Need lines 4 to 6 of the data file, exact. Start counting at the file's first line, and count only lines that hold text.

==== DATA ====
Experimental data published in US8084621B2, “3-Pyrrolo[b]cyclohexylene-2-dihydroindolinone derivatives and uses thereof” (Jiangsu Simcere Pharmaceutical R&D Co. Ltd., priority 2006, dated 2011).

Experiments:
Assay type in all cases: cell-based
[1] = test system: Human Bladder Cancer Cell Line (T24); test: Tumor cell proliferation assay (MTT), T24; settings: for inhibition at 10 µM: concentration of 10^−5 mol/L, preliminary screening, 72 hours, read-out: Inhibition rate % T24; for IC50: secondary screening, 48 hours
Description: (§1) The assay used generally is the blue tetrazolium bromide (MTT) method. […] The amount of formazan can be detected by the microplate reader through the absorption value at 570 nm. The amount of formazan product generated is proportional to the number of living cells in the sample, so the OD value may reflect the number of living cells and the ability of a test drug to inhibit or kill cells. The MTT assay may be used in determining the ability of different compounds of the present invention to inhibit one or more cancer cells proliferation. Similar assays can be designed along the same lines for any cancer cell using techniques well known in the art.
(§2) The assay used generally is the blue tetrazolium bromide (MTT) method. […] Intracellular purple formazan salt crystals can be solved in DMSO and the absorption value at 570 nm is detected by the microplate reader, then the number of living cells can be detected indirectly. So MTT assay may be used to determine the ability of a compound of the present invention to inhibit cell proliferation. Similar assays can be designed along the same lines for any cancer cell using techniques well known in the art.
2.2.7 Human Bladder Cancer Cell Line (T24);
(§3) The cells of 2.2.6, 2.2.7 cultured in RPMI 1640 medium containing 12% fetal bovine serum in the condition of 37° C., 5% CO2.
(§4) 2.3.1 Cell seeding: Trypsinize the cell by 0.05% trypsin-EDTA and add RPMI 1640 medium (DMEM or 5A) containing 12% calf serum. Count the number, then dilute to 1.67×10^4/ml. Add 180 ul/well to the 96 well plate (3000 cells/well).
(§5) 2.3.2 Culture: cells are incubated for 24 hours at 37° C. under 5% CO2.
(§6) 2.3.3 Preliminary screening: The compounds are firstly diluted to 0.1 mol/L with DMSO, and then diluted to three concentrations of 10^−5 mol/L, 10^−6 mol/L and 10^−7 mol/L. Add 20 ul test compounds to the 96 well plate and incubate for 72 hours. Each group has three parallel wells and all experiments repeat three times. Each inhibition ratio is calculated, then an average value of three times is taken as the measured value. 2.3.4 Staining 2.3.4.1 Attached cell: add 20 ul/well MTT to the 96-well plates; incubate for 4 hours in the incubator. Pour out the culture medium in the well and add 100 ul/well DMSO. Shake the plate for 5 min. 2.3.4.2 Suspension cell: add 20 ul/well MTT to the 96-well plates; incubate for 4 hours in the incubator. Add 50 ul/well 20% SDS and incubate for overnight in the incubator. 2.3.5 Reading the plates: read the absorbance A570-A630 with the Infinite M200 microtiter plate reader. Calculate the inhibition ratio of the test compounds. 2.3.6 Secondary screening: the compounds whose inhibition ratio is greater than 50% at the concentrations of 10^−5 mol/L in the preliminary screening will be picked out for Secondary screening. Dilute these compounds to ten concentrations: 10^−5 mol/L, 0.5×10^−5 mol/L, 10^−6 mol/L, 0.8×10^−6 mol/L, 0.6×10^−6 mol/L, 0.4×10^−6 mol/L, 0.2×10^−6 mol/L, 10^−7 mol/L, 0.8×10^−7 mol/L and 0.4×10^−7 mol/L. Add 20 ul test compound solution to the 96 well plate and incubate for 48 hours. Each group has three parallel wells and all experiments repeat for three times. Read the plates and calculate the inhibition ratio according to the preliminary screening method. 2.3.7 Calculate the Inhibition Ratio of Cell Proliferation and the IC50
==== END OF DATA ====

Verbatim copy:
[1] = test system: Human Bladder Cancer Cell Line (T24); test: Tumor cell proliferation assay (MTT), T24; settings: for inhibition at 10 µM: concentration of 10^−5 mol/L, preliminary screening, 72 hours, read-out: Inhibition rate % T24; for IC50: secondary screening, 48 hours
Description: (§1) The assay used generally is the blue tetrazolium bromide (MTT) method. […] The amount of formazan can be detected by the microplate reader through the absorption value at 570 nm. The amount of formazan product generated is proportional to the number of living cells in the sample, so the OD value may reflect the number of living cells and the ability of a test drug to inhibit or kill cells. The MTT assay may be used in determining the ability of different compounds of the present invention to inhibit one or more cancer cells proliferation. Similar assays can be designed along the same lines for any cancer cell using techniques well known in the art.
(§2) The assay used generally is the blue tetrazolium bromide (MTT) method. […] Intracellular purple formazan salt crystals can be solved in DMSO and the absorption value at 570 nm is detected by the microplate reader, then the number of living cells can be detected indirectly. So MTT assay may be used to determine the ability of a compound of the present invention to inhibit cell proliferation. Similar assays can be designed along the same lines for any cancer cell using techniques well known in the art.